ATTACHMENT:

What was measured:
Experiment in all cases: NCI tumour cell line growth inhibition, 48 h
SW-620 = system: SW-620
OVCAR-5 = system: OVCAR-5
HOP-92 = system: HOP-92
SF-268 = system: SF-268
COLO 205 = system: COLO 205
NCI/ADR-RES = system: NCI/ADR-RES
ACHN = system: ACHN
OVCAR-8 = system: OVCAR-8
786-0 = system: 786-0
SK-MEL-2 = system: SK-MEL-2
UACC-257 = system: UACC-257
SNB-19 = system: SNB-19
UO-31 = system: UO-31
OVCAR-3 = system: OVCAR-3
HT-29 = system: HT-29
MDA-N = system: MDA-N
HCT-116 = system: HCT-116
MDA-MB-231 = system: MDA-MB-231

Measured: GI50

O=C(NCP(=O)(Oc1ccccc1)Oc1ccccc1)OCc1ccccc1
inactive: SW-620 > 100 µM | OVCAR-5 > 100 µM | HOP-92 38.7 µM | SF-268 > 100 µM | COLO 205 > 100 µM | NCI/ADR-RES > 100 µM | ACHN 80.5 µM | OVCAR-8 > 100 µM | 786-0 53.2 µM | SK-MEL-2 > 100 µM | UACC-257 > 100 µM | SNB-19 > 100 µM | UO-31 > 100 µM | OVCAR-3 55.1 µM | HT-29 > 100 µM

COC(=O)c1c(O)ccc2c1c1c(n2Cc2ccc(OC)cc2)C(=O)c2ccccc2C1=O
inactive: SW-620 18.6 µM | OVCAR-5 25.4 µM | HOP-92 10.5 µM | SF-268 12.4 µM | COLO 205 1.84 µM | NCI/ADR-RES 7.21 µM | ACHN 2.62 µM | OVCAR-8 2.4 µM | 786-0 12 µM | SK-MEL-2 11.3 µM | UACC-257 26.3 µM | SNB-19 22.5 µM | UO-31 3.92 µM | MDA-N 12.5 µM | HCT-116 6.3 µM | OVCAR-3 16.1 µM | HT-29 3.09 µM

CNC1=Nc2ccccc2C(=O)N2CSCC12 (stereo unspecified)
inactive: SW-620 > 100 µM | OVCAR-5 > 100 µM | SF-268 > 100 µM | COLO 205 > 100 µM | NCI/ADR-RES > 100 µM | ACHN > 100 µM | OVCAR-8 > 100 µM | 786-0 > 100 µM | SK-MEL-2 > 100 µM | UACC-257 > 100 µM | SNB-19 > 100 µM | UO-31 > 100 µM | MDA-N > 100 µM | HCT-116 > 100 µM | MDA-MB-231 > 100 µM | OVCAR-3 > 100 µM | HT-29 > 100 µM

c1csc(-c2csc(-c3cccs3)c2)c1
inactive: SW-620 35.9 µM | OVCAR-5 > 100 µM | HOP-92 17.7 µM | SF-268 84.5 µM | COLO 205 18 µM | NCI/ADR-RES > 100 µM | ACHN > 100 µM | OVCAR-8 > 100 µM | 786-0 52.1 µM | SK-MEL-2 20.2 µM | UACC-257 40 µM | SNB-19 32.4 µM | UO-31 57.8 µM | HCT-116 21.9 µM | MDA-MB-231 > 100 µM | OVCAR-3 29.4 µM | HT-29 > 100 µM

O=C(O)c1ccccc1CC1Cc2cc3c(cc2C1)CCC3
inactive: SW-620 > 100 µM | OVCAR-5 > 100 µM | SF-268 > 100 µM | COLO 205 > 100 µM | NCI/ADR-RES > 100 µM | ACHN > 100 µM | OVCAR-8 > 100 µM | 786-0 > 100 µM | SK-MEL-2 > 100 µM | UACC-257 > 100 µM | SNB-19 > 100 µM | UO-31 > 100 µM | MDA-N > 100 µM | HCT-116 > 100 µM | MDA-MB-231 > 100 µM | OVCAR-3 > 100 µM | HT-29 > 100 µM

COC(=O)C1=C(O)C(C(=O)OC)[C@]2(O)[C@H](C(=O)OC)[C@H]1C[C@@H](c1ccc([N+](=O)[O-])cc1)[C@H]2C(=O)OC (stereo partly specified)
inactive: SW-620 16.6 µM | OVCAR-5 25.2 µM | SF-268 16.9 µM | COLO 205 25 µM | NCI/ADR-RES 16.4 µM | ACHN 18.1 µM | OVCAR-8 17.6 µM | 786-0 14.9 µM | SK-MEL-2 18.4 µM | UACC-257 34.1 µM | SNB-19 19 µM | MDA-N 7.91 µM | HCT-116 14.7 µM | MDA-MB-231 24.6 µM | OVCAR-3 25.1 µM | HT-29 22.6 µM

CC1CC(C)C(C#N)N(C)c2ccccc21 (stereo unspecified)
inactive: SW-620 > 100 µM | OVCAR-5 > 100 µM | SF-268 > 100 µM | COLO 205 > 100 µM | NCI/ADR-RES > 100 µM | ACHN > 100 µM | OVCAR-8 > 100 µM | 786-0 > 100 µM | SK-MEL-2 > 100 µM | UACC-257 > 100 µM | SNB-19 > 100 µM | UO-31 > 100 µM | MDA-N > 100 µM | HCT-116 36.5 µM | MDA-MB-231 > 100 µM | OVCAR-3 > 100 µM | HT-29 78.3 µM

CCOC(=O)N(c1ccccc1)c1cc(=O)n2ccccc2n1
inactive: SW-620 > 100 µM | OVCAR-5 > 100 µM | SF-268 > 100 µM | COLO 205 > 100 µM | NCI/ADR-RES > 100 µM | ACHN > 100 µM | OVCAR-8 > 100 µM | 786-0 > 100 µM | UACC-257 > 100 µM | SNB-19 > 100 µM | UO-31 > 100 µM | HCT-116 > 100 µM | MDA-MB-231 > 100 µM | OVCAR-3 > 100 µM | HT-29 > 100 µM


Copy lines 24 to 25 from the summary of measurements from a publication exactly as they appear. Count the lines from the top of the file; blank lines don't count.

COC(=O)c1c(O)ccc2c1c1c(n2Cc2ccc(OC)cc2)C(=O)c2ccccc2C1=O
inactive: SW-620 18.6 µM | OVCAR-5 25.4 µM | HOP-92 10.5 µM | SF-268 12.4 µM | COLO 205 1.84 µM | NCI/ADR-RES 7.21 µM | ACHN 2.62 µM | OVCAR-8 2.4 µM | 786-0 12 µM | SK-MEL-2 11.3 µM | UACC-257 26.3 µM | SNB-19 22.5 µM | UO-31 3.92 µM | MDA-N 12.5 µM | HCT-116 6.3 µM | OVCAR-3 16.1 µM | HT-29 3.09 µM